I can think of two pernicious consequences. First, such endorsements contribute to the idea that the military is a partisan institution actively involved in partisan politics. That will erode public trust in the military -- something that may already be in jeopardy. Note how younger people have much less confidence in the military than older people do. Second, such endorsements weaken the advisory role of existing military and encourage the politicization of the selection of future GO/FO's.

Presidents live in fear of senior military officers who were privy to their counsels coming out to endorse their opponents. To protect itself from this, the White House is going to try to distance itself from senior military advisors they think might be prone to such behavior after retirement. And they will have further incentive to make sure that they are picking generals and admirals who are not likely to endorse an opponent. One unfortunate way to do that is to try to pick GO/FO's who agree with the president politically. That will erode the ability of active duty military officers to contribute professional advice to the policymaking process.

Eventually, if the practice runs rampant, the White House will seek assurances that the choices for the highest commands and offices are safe partisans rather than the very best officers for the job. Already some active duty officers have been accused of such partisan standing, lessening the persuasiveness of their professional judgment; in other words, the partisan activities among the senior retired ranks rebounds to lessen the influence and ability of their successors to fulfill their function in the nation's security.

So I think retired generals would be wise to heed Dempsey on this one, as well as his predecessors, including Admiral Mike Mullen and others who agreed, but didn't make as much of an issue of it because retired officers were less prone to violate the professional norm of nonpartisanship. In this case, think less about rights and more about wrongs.


Shadow Government

Why Egypt's Elections Are a Chance for the United States to Hit Reset

With Ukraine and Boko Haram are dominating the headlines, and Syria still commanding attention, the Egyptian presidential election, scheduled for May 26 and 27, has been relegated to the inside pages of the mainstream press. But this election is crucial not only for Egypt, but for the Middle East as a whole. Despite the stagnation of the last years of the Mubarak era, and the turmoil that has wracked the country ever since, Egypt remains the Arab world's center of gravity: It is its cultural center, its most populous state, and the key to any region-wide peace with Israel.

There has been much carping in various American and European circles about the current Egyptian government's crushing of the Islamist opposition. There has been rising criticism, too, of the electoral process that most observers agree will most likely result in the overwhelming victory of General Abdel Fattah al-Sisi,  previously the chief of staff and defense minister, and a leader in the overthrow of the Islamist Mohammed Morsi. That the Islamists proved beyond doubt once in office that their version of democracy was effectively "one man, one vote, one time" has been conveniently forgotten. The focus instead has been on the fact that once again Egypt likely will be led by a general, with images of Gamal Abdel Nasser -- who was actually a Colonel -- and of course onetime Air Chief Marshal Hosni Mubarak constantly brought to the fore.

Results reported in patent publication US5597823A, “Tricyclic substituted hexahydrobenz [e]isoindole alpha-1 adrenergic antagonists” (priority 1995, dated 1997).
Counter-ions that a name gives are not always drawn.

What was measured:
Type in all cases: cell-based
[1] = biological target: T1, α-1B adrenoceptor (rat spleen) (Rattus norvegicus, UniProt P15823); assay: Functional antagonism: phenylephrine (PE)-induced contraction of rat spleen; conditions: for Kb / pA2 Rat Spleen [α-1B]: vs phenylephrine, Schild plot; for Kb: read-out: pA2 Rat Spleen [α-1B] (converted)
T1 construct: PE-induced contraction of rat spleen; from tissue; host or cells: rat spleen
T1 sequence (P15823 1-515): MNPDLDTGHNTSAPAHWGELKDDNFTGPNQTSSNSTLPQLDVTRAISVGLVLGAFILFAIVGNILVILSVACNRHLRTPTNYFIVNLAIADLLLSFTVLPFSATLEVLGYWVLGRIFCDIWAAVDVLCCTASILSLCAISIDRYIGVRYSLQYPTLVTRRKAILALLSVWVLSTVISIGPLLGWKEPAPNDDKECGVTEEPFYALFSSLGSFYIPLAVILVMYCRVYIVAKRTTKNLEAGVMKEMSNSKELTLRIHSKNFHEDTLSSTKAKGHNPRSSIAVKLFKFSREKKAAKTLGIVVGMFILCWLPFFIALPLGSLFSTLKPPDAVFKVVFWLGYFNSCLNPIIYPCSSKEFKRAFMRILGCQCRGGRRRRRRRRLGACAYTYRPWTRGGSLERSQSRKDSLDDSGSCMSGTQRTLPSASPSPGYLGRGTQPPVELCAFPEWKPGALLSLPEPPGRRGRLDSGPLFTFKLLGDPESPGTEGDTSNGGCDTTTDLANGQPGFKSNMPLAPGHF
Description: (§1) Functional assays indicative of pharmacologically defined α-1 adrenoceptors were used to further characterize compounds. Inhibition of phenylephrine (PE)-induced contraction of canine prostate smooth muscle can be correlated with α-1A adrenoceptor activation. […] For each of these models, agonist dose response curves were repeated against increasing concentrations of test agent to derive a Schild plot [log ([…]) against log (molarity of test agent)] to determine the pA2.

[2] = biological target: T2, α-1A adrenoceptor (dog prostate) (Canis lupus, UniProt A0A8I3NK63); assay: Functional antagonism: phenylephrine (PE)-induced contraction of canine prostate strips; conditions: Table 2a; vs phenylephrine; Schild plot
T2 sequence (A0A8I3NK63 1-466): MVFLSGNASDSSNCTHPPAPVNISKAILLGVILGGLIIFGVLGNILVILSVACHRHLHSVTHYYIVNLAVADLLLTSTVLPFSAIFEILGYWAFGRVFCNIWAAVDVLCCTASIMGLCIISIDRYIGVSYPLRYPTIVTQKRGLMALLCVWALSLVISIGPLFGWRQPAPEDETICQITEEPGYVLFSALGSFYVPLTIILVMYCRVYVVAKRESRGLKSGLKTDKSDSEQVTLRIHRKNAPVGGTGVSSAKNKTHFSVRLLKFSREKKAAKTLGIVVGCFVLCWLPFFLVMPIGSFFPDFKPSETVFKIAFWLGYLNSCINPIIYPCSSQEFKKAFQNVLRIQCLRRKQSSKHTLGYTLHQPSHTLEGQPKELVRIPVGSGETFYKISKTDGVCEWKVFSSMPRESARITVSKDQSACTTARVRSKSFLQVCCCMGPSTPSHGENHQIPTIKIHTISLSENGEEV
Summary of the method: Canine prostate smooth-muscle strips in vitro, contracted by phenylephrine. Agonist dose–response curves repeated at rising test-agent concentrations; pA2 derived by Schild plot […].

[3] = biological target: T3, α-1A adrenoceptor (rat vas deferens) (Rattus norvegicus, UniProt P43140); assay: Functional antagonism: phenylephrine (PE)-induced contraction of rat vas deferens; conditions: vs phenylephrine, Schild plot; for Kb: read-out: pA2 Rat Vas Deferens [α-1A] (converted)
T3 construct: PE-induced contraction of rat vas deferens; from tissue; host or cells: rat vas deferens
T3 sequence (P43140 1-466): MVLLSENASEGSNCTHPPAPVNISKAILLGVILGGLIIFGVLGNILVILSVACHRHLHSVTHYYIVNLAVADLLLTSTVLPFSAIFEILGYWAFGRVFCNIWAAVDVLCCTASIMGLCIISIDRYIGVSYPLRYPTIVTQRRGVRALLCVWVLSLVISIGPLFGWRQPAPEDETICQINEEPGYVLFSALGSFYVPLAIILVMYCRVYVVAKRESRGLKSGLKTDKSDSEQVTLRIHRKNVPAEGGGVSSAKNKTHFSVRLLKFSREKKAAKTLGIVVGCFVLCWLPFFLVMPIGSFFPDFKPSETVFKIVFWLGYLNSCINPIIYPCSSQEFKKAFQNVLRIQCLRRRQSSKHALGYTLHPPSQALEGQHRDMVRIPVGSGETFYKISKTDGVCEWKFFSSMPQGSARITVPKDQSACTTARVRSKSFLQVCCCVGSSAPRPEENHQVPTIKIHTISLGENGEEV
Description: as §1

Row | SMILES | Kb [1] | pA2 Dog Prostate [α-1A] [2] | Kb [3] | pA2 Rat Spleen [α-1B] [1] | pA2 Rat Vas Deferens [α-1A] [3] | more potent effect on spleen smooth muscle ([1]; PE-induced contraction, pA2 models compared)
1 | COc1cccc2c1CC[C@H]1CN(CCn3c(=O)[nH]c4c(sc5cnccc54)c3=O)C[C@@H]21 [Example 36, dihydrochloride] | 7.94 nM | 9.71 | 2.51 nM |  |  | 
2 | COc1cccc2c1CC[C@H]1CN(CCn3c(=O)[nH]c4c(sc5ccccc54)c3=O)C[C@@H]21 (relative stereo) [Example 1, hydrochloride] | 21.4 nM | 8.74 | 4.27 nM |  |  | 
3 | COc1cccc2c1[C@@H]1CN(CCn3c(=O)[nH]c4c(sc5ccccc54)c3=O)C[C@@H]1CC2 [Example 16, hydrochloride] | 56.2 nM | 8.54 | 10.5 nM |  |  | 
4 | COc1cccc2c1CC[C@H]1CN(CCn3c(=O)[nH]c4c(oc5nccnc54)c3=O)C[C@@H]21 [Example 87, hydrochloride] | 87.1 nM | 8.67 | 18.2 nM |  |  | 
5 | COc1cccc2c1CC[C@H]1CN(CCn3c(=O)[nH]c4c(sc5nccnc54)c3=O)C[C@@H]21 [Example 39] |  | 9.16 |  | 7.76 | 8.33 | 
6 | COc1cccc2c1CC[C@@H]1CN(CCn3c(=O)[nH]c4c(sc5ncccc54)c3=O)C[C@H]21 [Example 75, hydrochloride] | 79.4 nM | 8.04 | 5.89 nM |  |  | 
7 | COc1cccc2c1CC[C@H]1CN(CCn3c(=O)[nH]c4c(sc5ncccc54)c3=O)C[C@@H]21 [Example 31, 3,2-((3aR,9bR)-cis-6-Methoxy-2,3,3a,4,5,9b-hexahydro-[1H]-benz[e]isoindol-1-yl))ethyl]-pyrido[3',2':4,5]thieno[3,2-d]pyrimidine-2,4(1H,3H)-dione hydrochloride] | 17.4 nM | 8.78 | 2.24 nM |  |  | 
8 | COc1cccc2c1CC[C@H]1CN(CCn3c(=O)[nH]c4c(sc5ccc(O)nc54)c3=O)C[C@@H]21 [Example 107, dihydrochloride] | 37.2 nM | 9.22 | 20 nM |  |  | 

This hand wringing, however, is the wrong reaction. Washington in particular should view the elections as an opportunity to remedy its missteps over the last few years, when it managed to alienate all sides of the Egyptian political divide. Indeed, it can reinvigorate its relationship with a long-standing and reliable ally whose strategic importance to the United States has remained as critical as ever.

Ever since the Camp David agreements, Egypt has ensured that there would not be region-wide wars between Israel and its Arab neighbors. It has kept the Suez Canal open both to merchant vessels and warships as large as aircraft carriers. It has consistently granted overflight rights to American military aircraft. It has been a major partner in the battle against terrorism, working with Israel in what otherwise would be a lawless Sinai. With the ascendancy of al-Sisi, Egypt has become a major nemesis of Hamas, sealing off tunnels that it used to smuggle arms into Gaza.

Those who argue that Egypt does not fully adhere to Western democratic standards should recognize that many other American allies in the region have far less open societies. Moreover, given the tumultuous recent past that has disrupted their lives, Egyptians, like most people, yearn for stability. Stability means, first and foremost, security, a roof over people's heads and food in their bellies, an education, and a future for their children. Stability and democracy are not necessarily synonymous; stability, even more than a vibrant civil society, is a precondition for true democracy. While democracy can function in an unstable environment, even where there is a functioning civil society, it will always struggle. Pakistan, for example, has an active civil society. Yet one hardly would call it stable and accordingly, in light of its history of military coups, and the challenge of Islamic extremists, the longer term prospects for its current democratic governance are far from assured.

Egyptian Muslims, though religiously traditional, have nevertheless overwhelmingly rejected the harsh Islamism of the democratically elected Muslim Brotherhood. Egyptian Copts, increasingly persecuted during the brief Morsi era, see the election as nothing less than a relief. Egyptian business, reeling from the economic mismanagement -- indeed incompetence -- that characterized the Morsi regime, see the upcoming election as an opportunity once again to attract foreign investment. And Egyptian civil society views it as reprieve from a slow road to extinction.

The Obama administration has wisely recognized that it cannot dismiss Egypt's importance. Russia has already made tempting overtures to Cairo. With its influence in Syria and ties to Iran, Moscow is clearly bidding to resuscitate its once influential role in the region. Washington's decision to release ten Apache helicopters is a most welcome first step toward reviving its relationship with Cairo. But it is only a first step, and it can and should do more. Specifically, it can release other systems that Egypt has requested. It can authorize targeted economic assistance that Egypt desperately needs, and encourage American companies to invest in Egypt. Finally, it should welcome the winner of the upcoming elections and invite him to Washington, as it has invited Egyptian leaders for the past four decades, cementing an alliance that has been crucial to America's long standing central role in the Middle East.